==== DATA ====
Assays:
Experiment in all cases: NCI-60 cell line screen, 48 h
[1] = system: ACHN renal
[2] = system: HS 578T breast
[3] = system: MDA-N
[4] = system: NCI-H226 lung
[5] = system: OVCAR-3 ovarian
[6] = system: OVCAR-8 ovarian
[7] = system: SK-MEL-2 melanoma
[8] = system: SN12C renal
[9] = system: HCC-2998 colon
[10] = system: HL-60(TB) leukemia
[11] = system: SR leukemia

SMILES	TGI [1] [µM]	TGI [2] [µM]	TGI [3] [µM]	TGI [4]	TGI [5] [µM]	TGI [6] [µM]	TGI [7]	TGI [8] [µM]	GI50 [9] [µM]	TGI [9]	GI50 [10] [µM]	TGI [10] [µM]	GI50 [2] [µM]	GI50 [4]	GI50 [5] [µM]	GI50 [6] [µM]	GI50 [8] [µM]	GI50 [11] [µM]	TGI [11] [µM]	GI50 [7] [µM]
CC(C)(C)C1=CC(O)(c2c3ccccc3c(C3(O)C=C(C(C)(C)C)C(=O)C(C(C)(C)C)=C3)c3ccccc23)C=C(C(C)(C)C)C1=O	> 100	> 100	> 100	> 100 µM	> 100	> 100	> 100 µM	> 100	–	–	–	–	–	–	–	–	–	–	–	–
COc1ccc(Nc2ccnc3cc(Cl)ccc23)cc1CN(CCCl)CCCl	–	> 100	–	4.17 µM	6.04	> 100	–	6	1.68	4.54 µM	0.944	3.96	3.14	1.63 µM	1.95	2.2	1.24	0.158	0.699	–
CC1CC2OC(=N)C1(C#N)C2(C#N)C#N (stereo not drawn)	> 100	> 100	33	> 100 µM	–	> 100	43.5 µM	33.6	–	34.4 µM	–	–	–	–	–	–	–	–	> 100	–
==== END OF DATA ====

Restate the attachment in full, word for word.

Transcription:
Assays:
Experiment in all cases: NCI-60 cell line screen, 48 h
[1] = system: ACHN renal
[2] = system: HS 578T breast
[3] = system: MDA-N
[4] = system: NCI-H226 lung
[5] = system: OVCAR-3 ovarian
[6] = system: OVCAR-8 ovarian
[7] = system: SK-MEL-2 melanoma
[8] = system: SN12C renal
[9] = system: HCC-2998 colon
[10] = system: HL-60(TB) leukemia
[11] = system: SR leukemia

SMILES	TGI [1] [µM]	TGI [2] [µM]	TGI [3] [µM]	TGI [4]	TGI [5] [µM]	TGI [6] [µM]	TGI [7]	TGI [8] [µM]	GI50 [9] [µM]	TGI [9]	GI50 [10] [µM]	TGI [10] [µM]	GI50 [2] [µM]	GI50 [4]	GI50 [5] [µM]	GI50 [6] [µM]	GI50 [8] [µM]	GI50 [11] [µM]	TGI [11] [µM]	GI50 [7] [µM]
CC(C)(C)C1=CC(O)(c2c3ccccc3c(C3(O)C=C(C(C)(C)C)C(=O)C(C(C)(C)C)=C3)c3ccccc23)C=C(C(C)(C)C)C1=O	> 100	> 100	> 100	> 100 µM	> 100	> 100	> 100 µM	> 100	–	–	–	–	–	–	–	–	–	–	–	–
COc1ccc(Nc2ccnc3cc(Cl)ccc23)cc1CN(CCCl)CCCl	–	> 100	–	4.17 µM	6.04	> 100	–	6	1.68	4.54 µM	0.944	3.96	3.14	1.63 µM	1.95	2.2	1.24	0.158	0.699	–
CC1CC2OC(=N)C1(C#N)C2(C#N)C#N (stereo not drawn)	> 100	> 100	33	> 100 µM	–	> 100	43.5 µM	33.6	–	34.4 µM	–	–	–	–	–	–	–	–	> 100	–